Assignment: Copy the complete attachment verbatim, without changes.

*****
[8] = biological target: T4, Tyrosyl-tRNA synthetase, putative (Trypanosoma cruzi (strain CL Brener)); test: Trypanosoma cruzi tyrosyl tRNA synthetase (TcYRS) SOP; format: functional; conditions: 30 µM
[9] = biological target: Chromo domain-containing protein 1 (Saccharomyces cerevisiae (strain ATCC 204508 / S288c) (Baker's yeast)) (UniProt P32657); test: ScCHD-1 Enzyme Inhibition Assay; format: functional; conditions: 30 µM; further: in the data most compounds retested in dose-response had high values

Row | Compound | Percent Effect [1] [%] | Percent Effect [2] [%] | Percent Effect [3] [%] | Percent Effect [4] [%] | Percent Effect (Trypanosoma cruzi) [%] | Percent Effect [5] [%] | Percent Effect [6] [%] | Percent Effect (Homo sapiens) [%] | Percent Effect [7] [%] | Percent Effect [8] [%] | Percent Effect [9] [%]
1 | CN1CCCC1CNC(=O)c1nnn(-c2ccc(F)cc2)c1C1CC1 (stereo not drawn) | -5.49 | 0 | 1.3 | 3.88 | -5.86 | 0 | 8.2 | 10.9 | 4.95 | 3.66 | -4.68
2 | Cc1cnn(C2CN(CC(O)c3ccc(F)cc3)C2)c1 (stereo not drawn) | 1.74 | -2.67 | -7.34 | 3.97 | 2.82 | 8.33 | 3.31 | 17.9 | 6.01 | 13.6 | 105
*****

[8] = biological target: T4, Tyrosyl-tRNA synthetase, putative (Trypanosoma cruzi (strain CL Brener)); test: Trypanosoma cruzi tyrosyl tRNA synthetase (TcYRS) SOP; format: functional; conditions: 30 µM
[9] = biological target: Chromo domain-containing protein 1 (Saccharomyces cerevisiae (strain ATCC 204508 / S288c) (Baker's yeast)) (UniProt P32657); test: ScCHD-1 Enzyme Inhibition Assay; format: functional; conditions: 30 µM; further: in the data most compounds retested in dose-response had high values

Row | Compound | Percent Effect [1] [%] | Percent Effect [2] [%] | Percent Effect [3] [%] | Percent Effect [4] [%] | Percent Effect (Trypanosoma cruzi) [%] | Percent Effect [5] [%] | Percent Effect [6] [%] | Percent Effect (Homo sapiens) [%] | Percent Effect [7] [%] | Percent Effect [8] [%] | Percent Effect [9] [%]
1 | CN1CCCC1CNC(=O)c1nnn(-c2ccc(F)cc2)c1C1CC1 (stereo not drawn) | -5.49 | 0 | 1.3 | 3.88 | -5.86 | 0 | 8.2 | 10.9 | 4.95 | 3.66 | -4.68
2 | Cc1cnn(C2CN(CC(O)c3ccc(F)cc3)C2)c1 (stereo not drawn) | 1.74 | -2.67 | -7.34 | 3.97 | 2.82 | 8.33 | 3.31 | 17.9 | 6.01 | 13.6 | 105